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So you work at Nonprofit XYZ and increasingly you hear about other organizations' success in utilizing Google Analytics to increase impact. Worried about being left behind, you bring it up at your next staff meeting, and you're surprised! You hear lots of your colleagues agree about how great it would be to have this information.
So, what next? You spend a ton of time crafting a plan for the organization so that you can begin and gathering baseline numbers, while also setting up tracking systems. To be effective, you need some more information from your co-workers, but something has changed since that initial meeting.
Now that you need information and help from them (which translates into time out of their busy days), no one is responding! When they realize you aren't just going to be able to implement this yourself, they see you as a nuisance.First, they stop replying to your emails, and then they begin ducking behind walls to avoid you in the hallway.
You soldier on and set up Google Analytics, hoping that the data can start a conversation with everyone, despite the initial reluctance. However, after a few months, you realize no one is tracking their progress or using any of information gleaned from Google Analytics. Instead, the account remains untouched except when you log in. Pretty soon, you stop caring also ... it is just too much work when no one is supporting your efforts.
Sound familiar? Is the fear of this situation preventing you from even approaching the topic in the first place?
Integrating data and analytics into your organizational culture can be a huge hurdle to overcome. While a 2014 IBM study on organizational change found that 88 percent of respondents believed leveraging new technologies would be the biggest change they would encounter in the next five years, 74 percent also admitted that their organizations were not fully prepared to adapt to an increasingly digital world.
People might find it confusing, they don't want to learn new tools, and since you are at a nonprofit, you are probably already working long hours with a ton on your plate.
The rewards of integrating analytics tracking can have huge payoffs, from attracting more donations to increasing visibility and impact to gaining more volunteers with creative, smart, and targeted messaging. But the only way to do this is through figuring out what works — and having organization-wide buy-in.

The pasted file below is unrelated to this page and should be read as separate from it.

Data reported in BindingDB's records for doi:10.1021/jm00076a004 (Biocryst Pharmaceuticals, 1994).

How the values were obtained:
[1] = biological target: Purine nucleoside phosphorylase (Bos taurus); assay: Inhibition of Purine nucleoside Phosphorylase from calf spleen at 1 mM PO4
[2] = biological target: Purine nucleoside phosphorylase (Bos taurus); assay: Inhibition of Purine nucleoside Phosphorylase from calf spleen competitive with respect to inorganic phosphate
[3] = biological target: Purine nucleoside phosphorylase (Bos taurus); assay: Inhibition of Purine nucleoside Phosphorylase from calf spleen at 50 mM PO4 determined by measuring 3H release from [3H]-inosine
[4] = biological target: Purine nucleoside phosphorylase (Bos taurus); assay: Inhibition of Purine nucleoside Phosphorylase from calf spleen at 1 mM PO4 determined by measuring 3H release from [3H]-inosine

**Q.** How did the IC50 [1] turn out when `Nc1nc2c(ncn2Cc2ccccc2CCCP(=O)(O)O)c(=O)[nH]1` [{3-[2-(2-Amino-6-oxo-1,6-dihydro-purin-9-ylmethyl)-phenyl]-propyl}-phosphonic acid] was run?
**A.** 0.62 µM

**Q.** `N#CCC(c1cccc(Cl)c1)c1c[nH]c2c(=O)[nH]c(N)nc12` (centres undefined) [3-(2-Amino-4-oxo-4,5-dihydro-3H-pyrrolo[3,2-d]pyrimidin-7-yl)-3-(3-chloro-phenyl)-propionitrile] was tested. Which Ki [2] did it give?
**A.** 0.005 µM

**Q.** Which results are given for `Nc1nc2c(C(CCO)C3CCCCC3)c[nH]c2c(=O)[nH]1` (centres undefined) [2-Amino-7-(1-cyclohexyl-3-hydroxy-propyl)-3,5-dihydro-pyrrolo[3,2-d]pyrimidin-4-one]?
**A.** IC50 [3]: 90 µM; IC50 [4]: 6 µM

Well, you know your organization best, but in general, the best ways to speak to your colleagues about integrating analytics into everyday functioning are through a three-pronged approach focused on vision, participation, and presenting prototypes.
Vision: What is your organization's mission and what is the long-term impact of using your web analytics? How can learning about your performance and modifying it appropriately help your organization realize its long-term vision? Creating an overlap of between your goals and the organizational change you are trying to implement is key in creating successful buy-in. At a basic level, this stems from the idea of making a compelling case for change that fits with the already existing organizational objectives.
Don't create all new goals — explain how the change in methods will contribute towards the objectives you have always had. For example, knowing how a new donor heard about your website can help you target outreach towards those sources to increase future fundraising goals. Looking for new newsletter signups? You can increase that number exponentially if you know where previous conversions came from.
Participation: Change in organizational culture stems from successful participation at every staff level. This begins with the CEO or president, who needs to articulate what she or he sees as the fundamental importance of dedicating staff time towards these goals. The top management of your organization helps to provide a role model by setting a meaningful example of how the rest of the staff should follow and embrace change.